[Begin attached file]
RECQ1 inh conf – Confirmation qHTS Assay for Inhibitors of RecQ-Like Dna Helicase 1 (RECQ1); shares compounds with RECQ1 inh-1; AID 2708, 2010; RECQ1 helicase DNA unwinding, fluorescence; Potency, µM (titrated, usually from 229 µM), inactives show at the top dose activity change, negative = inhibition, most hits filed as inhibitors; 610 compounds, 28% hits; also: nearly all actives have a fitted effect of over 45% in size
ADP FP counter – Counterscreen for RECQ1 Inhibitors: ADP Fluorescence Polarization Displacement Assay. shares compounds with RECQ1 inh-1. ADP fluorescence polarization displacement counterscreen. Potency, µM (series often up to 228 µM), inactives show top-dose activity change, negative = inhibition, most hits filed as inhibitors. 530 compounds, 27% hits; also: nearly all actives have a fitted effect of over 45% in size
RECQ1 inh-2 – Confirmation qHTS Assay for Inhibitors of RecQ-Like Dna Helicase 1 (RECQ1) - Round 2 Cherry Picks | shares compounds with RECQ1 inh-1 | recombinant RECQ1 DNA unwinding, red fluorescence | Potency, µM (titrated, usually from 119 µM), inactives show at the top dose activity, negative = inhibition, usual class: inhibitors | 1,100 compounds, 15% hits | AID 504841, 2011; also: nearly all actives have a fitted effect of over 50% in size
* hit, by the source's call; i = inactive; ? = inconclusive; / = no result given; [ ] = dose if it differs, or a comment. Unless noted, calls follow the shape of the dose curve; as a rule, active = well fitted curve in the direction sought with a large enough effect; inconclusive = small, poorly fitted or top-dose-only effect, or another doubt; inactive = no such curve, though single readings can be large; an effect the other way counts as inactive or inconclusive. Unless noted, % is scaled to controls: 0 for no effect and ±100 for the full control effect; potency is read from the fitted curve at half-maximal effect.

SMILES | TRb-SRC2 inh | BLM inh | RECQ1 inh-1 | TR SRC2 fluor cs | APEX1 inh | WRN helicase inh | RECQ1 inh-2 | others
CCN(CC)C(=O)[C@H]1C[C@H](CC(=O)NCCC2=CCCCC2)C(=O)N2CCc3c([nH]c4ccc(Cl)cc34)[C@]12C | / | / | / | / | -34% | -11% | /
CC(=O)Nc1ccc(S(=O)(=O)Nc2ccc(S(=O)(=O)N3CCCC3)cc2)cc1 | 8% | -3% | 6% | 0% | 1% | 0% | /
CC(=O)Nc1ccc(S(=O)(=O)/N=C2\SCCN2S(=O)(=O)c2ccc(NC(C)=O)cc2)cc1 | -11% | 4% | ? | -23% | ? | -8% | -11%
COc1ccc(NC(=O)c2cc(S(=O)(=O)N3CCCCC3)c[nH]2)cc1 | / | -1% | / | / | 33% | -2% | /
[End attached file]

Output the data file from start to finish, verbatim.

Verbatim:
RECQ1 inh conf – Confirmation qHTS Assay for Inhibitors of RecQ-Like Dna Helicase 1 (RECQ1); shares compounds with RECQ1 inh-1; AID 2708, 2010; RECQ1 helicase DNA unwinding, fluorescence; Potency, µM (titrated, usually from 229 µM), inactives show at the top dose activity change, negative = inhibition, most hits filed as inhibitors; 610 compounds, 28% hits; also: nearly all actives have a fitted effect of over 45% in size
ADP FP counter – Counterscreen for RECQ1 Inhibitors: ADP Fluorescence Polarization Displacement Assay. shares compounds with RECQ1 inh-1. ADP fluorescence polarization displacement counterscreen. Potency, µM (series often up to 228 µM), inactives show top-dose activity change, negative = inhibition, most hits filed as inhibitors. 530 compounds, 27% hits; also: nearly all actives have a fitted effect of over 45% in size
RECQ1 inh-2 – Confirmation qHTS Assay for Inhibitors of RecQ-Like Dna Helicase 1 (RECQ1) - Round 2 Cherry Picks | shares compounds with RECQ1 inh-1 | recombinant RECQ1 DNA unwinding, red fluorescence | Potency, µM (titrated, usually from 119 µM), inactives show at the top dose activity, negative = inhibition, usual class: inhibitors | 1,100 compounds, 15% hits | AID 504841, 2011; also: nearly all actives have a fitted effect of over 50% in size
* hit, by the source's call; i = inactive; ? = inconclusive; / = no result given; [ ] = dose if it differs, or a comment. Unless noted, calls follow the shape of the dose curve; as a rule, active = well fitted curve in the direction sought with a large enough effect; inconclusive = small, poorly fitted or top-dose-only effect, or another doubt; inactive = no such curve, though single readings can be large; an effect the other way counts as inactive or inconclusive. Unless noted, % is scaled to controls: 0 for no effect and ±100 for the full control effect; potency is read from the fitted curve at half-maximal effect.

SMILES | TRb-SRC2 inh | BLM inh | RECQ1 inh-1 | TR SRC2 fluor cs | APEX1 inh | WRN helicase inh | RECQ1 inh-2 | others
CCN(CC)C(=O)[C@H]1C[C@H](CC(=O)NCCC2=CCCCC2)C(=O)N2CCc3c([nH]c4ccc(Cl)cc34)[C@]12C | / | / | / | / | -34% | -11% | /
CC(=O)Nc1ccc(S(=O)(=O)Nc2ccc(S(=O)(=O)N3CCCC3)cc2)cc1 | 8% | -3% | 6% | 0% | 1% | 0% | /
CC(=O)Nc1ccc(S(=O)(=O)/N=C2\SCCN2S(=O)(=O)c2ccc(NC(C)=O)cc2)cc1 | -11% | 4% | ? | -23% | ? | -8% | -11%
COc1ccc(NC(=O)c2cc(S(=O)(=O)N3CCCCC3)c[nH]2)cc1 | / | -1% | / | / | 33% | -2% | /